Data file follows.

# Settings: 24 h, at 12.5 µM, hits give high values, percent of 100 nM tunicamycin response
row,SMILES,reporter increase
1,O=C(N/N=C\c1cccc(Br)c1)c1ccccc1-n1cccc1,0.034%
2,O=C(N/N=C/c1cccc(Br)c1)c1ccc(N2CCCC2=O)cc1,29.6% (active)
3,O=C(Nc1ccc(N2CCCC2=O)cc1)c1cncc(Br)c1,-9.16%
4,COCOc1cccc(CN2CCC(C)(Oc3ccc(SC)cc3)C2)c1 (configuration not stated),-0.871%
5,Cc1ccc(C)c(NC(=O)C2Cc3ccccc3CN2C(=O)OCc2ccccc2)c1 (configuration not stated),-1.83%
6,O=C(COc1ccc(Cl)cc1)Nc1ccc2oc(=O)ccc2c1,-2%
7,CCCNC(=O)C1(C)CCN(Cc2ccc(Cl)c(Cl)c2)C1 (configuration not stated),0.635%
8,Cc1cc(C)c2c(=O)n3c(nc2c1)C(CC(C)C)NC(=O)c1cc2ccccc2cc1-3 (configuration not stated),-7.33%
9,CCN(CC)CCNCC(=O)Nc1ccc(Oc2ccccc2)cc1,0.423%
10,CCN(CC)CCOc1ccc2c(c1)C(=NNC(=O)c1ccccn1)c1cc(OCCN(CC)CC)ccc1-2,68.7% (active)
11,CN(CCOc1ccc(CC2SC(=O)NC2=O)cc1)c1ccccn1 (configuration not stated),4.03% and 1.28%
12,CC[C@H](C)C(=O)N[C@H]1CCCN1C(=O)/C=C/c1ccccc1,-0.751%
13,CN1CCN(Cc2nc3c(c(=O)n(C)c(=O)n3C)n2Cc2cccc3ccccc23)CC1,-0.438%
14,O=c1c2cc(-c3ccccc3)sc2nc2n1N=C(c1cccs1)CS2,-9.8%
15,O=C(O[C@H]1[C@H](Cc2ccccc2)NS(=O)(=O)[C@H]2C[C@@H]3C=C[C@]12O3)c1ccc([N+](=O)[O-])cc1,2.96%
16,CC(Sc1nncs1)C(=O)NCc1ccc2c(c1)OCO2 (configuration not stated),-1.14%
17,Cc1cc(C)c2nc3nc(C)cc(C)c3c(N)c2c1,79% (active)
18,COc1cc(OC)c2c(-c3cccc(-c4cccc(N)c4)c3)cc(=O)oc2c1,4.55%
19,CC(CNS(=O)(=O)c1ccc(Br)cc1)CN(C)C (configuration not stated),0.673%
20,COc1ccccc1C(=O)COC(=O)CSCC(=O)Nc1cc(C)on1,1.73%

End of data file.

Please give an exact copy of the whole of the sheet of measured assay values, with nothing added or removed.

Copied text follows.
# Settings: 24 h, at 12.5 µM, hits give high values, percent of 100 nM tunicamycin response
row,SMILES,reporter increase
1,O=C(N/N=C\c1cccc(Br)c1)c1ccccc1-n1cccc1,0.034%
2,O=C(N/N=C/c1cccc(Br)c1)c1ccc(N2CCCC2=O)cc1,29.6% (active)
3,O=C(Nc1ccc(N2CCCC2=O)cc1)c1cncc(Br)c1,-9.16%
4,COCOc1cccc(CN2CCC(C)(Oc3ccc(SC)cc3)C2)c1 (configuration not stated),-0.871%
5,Cc1ccc(C)c(NC(=O)C2Cc3ccccc3CN2C(=O)OCc2ccccc2)c1 (configuration not stated),-1.83%
6,O=C(COc1ccc(Cl)cc1)Nc1ccc2oc(=O)ccc2c1,-2%
7,CCCNC(=O)C1(C)CCN(Cc2ccc(Cl)c(Cl)c2)C1 (configuration not stated),0.635%
8,Cc1cc(C)c2c(=O)n3c(nc2c1)C(CC(C)C)NC(=O)c1cc2ccccc2cc1-3 (configuration not stated),-7.33%
9,CCN(CC)CCNCC(=O)Nc1ccc(Oc2ccccc2)cc1,0.423%
10,CCN(CC)CCOc1ccc2c(c1)C(=NNC(=O)c1ccccn1)c1cc(OCCN(CC)CC)ccc1-2,68.7% (active)
11,CN(CCOc1ccc(CC2SC(=O)NC2=O)cc1)c1ccccn1 (configuration not stated),4.03% and 1.28%
12,CC[C@H](C)C(=O)N[C@H]1CCCN1C(=O)/C=C/c1ccccc1,-0.751%
13,CN1CCN(Cc2nc3c(c(=O)n(C)c(=O)n3C)n2Cc2cccc3ccccc23)CC1,-0.438%
14,O=c1c2cc(-c3ccccc3)sc2nc2n1N=C(c1cccs1)CS2,-9.8%
15,O=C(O[C@H]1[C@H](Cc2ccccc2)NS(=O)(=O)[C@H]2C[C@@H]3C=C[C@]12O3)c1ccc([N+](=O)[O-])cc1,2.96%
16,CC(Sc1nncs1)C(=O)NCc1ccc2c(c1)OCO2 (configuration not stated),-1.14%
17,Cc1cc(C)c2nc3nc(C)cc(C)c3c(N)c2c1,79% (active)
18,COc1cc(OC)c2c(-c3cccc(-c4cccc(N)c4)c3)cc(=O)oc2c1,4.55%
19,CC(CNS(=O)(=O)c1ccc(Br)cc1)CN(C)C (configuration not stated),0.673%
20,COc1ccccc1C(=O)COC(=O)CSCC(=O)Nc1cc(C)on1,1.73%